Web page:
ORISKANY, N.Y. - Gov. Andrew Cuomo has ordered a 10-person limit on Thanksgiving gatherings, even in the confines of your own home. The governor is telling sheriff's departments to enforce the rule, even though the state police don’t have to.
Oneida County Sheriff Rob Maciol talked about the New York State’s Sheriffs' Association issuing a letter in response to the Governor’s executive order.
"We preempt it with the seriousness of the COVID 19, and then we get into the fact that this is unconstitutional for us to do this," said Maciol.
Cuomo addressed the sheriffs' stance during a press briefing.
"You don’t have the right to pick laws that you think you’ll enforce, and you don’t enforce laws that you don’t agree with. Right? That’s not a law enforcement officer. That’s a dictator," he said.
Maciol fired back, saying, "We are not dictators. I just find that ironic that...he’s telling us to violate the Constitution and enforce this executive order."
Maciol says police can only legally enter a person’s house if invited in, if there’s an emergency, or they have a search warrant - but the governor believes his rules apply.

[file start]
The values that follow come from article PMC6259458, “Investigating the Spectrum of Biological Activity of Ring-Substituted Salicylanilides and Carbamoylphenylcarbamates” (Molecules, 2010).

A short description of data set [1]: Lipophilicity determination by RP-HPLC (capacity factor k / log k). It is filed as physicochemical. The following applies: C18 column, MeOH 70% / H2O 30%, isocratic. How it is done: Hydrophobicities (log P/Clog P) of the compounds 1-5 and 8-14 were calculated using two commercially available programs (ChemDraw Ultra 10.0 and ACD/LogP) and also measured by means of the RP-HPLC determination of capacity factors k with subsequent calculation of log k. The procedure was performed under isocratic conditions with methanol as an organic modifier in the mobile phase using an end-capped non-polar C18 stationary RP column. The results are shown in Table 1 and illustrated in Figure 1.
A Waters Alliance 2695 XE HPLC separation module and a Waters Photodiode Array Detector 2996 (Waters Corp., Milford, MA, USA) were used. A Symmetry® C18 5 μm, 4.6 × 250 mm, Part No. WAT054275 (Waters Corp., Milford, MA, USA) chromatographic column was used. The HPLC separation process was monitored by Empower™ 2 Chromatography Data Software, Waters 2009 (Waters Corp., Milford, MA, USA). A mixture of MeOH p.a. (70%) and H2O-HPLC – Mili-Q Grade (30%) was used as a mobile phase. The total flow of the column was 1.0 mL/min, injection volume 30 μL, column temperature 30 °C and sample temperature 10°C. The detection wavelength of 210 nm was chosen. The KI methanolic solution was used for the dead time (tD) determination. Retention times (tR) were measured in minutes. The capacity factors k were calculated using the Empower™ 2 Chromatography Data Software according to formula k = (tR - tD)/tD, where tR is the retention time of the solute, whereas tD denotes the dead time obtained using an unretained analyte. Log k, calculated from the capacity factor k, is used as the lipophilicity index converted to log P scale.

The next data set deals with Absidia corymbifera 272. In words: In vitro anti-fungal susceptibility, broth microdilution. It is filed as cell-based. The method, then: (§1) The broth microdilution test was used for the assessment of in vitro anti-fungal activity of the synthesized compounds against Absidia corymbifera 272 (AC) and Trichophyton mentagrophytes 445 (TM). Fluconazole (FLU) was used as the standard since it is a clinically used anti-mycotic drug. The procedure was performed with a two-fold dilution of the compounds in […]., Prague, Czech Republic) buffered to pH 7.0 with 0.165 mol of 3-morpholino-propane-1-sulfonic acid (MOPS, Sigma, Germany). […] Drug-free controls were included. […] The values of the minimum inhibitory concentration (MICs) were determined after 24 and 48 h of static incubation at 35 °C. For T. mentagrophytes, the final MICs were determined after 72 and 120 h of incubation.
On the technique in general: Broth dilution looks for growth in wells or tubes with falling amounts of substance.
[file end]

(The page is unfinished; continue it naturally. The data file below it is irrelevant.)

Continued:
"You’re telling me in my house I can’t have more than 10 people? It’s none of your business what I do in my home. Now of course it is. Laws apply in your home," said Cuomo in a news briefing Monday afternoon.
Maciol also points out there's no written law to go by.
"There’s a legislative process attached to a law. None of that’s happened here."
Maciol says, according to the Cuomo’s own rules that dictate police reform, "the police should not be involved in responding to non-criminal conduct," and the sheriff wouldn’t even know what crime to charge an offender with.
The governor closed with somewhat of a threat.
"If that’s the way you run your law enforcement agency, I don’t consider it a law enforcement agency. So God bless you, but don’t ask me for help," said Cuomo.
It’s hard to know exactly what the governor meant when he said “don’t ask me for help," but Maciol believes it will be some kind of cut in state funding for Oneida County.